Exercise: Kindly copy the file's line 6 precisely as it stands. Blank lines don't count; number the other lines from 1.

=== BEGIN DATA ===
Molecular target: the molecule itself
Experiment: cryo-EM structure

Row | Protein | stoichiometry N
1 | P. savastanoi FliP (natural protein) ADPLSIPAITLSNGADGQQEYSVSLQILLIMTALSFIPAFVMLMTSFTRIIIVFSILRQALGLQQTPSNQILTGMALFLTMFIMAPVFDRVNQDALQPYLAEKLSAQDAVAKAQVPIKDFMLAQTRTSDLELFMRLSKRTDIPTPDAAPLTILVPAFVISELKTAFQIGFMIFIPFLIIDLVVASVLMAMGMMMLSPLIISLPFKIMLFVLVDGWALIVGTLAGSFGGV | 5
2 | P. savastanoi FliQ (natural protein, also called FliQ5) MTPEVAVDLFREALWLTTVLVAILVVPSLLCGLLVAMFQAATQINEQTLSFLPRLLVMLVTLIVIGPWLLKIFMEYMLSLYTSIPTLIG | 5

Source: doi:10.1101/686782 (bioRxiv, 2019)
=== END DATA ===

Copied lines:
Source: doi:10.1101/686782 (bioRxiv, 2019)